The Vocalization of the Dragon
Do we have any idea what sounds dragons made? Were they mute like the giraffe? Did they hiss like a snake? Probably different great reptiles had different calls, but we get some clues in the Scripture about the sounds of dragons that lived in the Middle East. Micah 1:8 gives us insight into the vocalization of a particular kind of dragon that “wailed.” We have discussed how the Hebrew word for dragon is “tannin” or “tanyin.” There is a feminine version of the root “tan,” which is “tannah.” It means to howl mournfully. But there is further evidence that dragons were known for their howling. There is an intriguing Hebrew word found in Isaiah 13:21. The word “oach” is actually translated “dragouns” in the Wycliffe Bible of 1388. Other translators have translated it “ostriches,” “doleful creatures,” or “howling creatures.” It seems that this word doesn’t name a particular animal, but describes it as a “howler.” It is fascinating that Wycliffe in the Middle Ages identified this howler with the dragon. (For more information see Issacs, Darek, Dragons or Dinosaurs, 2010, pp. 161-199.)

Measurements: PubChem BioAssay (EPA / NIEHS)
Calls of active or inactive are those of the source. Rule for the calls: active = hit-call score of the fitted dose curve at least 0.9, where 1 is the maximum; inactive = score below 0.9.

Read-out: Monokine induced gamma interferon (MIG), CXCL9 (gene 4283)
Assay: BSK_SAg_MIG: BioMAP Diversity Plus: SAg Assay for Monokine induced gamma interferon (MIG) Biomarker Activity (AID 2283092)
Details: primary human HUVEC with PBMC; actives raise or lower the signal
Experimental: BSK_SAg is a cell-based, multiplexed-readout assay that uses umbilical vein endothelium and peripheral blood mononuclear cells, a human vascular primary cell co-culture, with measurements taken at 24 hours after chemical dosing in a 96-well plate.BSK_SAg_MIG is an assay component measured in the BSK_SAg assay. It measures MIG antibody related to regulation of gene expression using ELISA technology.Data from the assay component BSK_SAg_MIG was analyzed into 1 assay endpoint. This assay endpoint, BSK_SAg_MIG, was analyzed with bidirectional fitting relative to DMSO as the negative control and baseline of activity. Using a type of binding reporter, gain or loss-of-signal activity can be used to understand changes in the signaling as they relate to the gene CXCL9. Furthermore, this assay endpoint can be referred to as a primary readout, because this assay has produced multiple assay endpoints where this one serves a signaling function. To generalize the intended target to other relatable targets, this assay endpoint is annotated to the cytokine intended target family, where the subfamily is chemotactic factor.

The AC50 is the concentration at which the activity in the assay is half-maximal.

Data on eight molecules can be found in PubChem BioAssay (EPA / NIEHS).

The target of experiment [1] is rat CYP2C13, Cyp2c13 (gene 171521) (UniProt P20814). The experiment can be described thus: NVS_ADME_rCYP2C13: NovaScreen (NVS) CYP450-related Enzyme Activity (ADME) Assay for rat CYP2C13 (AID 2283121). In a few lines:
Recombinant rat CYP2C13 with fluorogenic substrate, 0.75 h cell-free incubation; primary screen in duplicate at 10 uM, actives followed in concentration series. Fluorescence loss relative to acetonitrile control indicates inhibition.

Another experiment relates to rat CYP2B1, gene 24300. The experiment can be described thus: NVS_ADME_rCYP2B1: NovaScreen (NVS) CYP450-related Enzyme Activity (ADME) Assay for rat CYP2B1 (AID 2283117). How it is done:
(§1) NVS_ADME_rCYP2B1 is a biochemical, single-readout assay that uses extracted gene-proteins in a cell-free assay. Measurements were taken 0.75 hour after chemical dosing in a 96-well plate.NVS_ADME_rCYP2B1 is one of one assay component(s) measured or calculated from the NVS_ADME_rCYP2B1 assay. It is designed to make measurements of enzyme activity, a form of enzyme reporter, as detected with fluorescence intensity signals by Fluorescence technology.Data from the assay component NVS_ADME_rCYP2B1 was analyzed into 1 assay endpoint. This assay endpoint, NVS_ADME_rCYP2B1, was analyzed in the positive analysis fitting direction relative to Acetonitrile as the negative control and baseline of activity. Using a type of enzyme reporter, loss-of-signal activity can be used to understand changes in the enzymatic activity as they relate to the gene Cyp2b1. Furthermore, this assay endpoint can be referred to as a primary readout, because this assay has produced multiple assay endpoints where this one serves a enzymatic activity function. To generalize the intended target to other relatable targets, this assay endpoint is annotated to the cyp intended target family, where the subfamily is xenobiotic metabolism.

The final Old Testament clue about the sounds emitted by dragons in Jeremiah 14:6 which states, “And the wild asses did stand in the high places, they snuffed up the wind like dragons; their eyes did fail, because there was no grass.” During the time of famine the wild donkeys would snort their displeasure at all of the grasses dying out. The donkey’s bray is a harsh, discordant sound. But the snorting would likely be a noise emitted from the nostrils, and not a true vocalization (involving the vocal chords). Apparently dragons were known to make this sound as well.
Only one New Testament book mentions dragons and that is the book of the Revelation. The Greek word dragon (drakon) is mentioned a dozen times in this book. In 13:11 the Bible talks of a beast rising from the sea that had two horns like a lamb “and he spake as a dragon.” This doesn’t give a lot of additional insight into the vocalization of the dragon. Was there some common knowledge of dragons at that time during the Roman Empire such that this description would be understood by readers (perhaps as a “hissing” or “screeching” voice)? Did John have unique knowledge from his previous interaction with a dragon-like creatures in his heavenly vision (Rev. 12:1-17)? The only thing that we can conclude from this passage is that the dragon’s vocalization is distinctive.